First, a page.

Published by the Alternate Dream
Directed by Zak Knutosn
My rating: 4 out of 5
The story is straightforward enough.
Around the 1960’s, that great art-industry we call cinema, had fallen flat in its most creative factory, the Hollywood. The age of great studios was over and the little magical box that invaded every household in America had proved a jealous rival.
Then came four men who changed everything. They came out of the wilderness, mostly graduates of one of the only three films schools in the country, the University of Southern California. They, like the protagonist of heroic films, rescued cinema and made it popular again. It could now stand on its own feet. To this day, they are world-famous and loved for their services. At least three of them are.
Steven Spielberg, George Lucas and Francis Ford Coppola are world household names, especially among the filmgoers. They are known as the unquestioned masters. Their creations (E.T.; Jaws; the Star Wars; the Godfather) are still more watched than most films made ever since.
But, like any good story, this one also has an unsung hero. That rat from the four-pack gang that nobody knows about. The prince who was dethroned and hidden, lest he would come up with a claim to the throne. The unknown fourth has a name. And if Milius is seen by a wide audience, he shall not be unsung for too long.
Don’t feel bad for not knowing who John Milius is. Most people don’t. That’s the point of our story. But remember, please, that he had a role, at least as much as the other three boys, in shaping the cinema you know.
Even though you haven’t heard his name, you’ve heard many of his lines. There is “I love the smell of the Napalm in the morning” from Apocalypse Now, the only film for which he was nominated for the Oscars. Even when he wasn’t the main screenwriter, the producers knocked on his door for good writing. This is where Spielberg got the legendary Quint monologue in Jaws. You could like or loathe John Milius but you knew when it comes to writing dialogue, he is second to none.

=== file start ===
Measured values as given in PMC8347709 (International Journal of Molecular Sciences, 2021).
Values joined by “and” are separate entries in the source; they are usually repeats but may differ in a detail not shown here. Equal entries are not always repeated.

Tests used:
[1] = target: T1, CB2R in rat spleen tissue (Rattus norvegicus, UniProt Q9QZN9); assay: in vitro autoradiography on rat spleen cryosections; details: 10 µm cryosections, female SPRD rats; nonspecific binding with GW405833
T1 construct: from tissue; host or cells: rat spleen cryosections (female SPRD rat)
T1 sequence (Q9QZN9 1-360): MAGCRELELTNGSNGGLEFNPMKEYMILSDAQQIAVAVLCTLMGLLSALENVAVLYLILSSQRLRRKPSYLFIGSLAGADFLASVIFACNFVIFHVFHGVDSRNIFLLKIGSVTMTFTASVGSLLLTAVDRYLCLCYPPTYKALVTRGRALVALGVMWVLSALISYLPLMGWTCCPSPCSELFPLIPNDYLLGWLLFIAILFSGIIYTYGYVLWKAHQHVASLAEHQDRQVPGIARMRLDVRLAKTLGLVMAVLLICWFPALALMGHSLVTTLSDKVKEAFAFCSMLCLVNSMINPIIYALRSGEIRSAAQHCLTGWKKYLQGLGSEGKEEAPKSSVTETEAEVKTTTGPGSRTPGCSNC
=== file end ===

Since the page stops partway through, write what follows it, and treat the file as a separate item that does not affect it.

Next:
Now it’s about time for the saga of Milius to be told and Milius, a documentary made about his life, does that and it does so superbly. The best thing about the doc is that it tells the story in a way that Milius would write it. You can be sure the filmmakers are a fan.
The larger-than-life persona is a maverick, if there ever was one. A gun-totting, NRA-member and a self-proclaimed ‘macho’ who considered himself a Zen Anarchist and ‘almost a Maoist.’ When the hippie students of the 1960’s wore “Nirvana Now” buttons with a peace sign, he wore a pin that asked for “Apocalypse Now.” It had, take this, a mushroom cloud on it.
Now imagine such a character, running wild in the liberal Hollywood. No matter how high you fly, they’ll get you. Or this is one theory that the film puts forward. It attributes the fall of Milius to being too out of line with the liberal party line of Hollywood. There are those who disagree.
Milius lines up every great name you can imagine to pay tribute to Milius: Other than the big three we named above, we have Martin Scorceesee, James Earl Jones, Sylvester Stallone, Clint Eastwood as well as a myriad of other, less well-known bigwigs of the industry.
This says enough about the thunder that Milius’s name still has within the tops of Hollywood. There is no big name who wouldn’t line up to pay tribute to this most controversial man who might yet rise again.
You might be surprised that your Marxist correspondent is also paying tribute to a man considered too rightwing for the Hollywood. But you need to watch this film and get to know Milius to feel for yourself the allure of this lonely gunman-wanna-be. Besides, I at least share with him a disgust at the liberal status quo. And a love for those great films he made.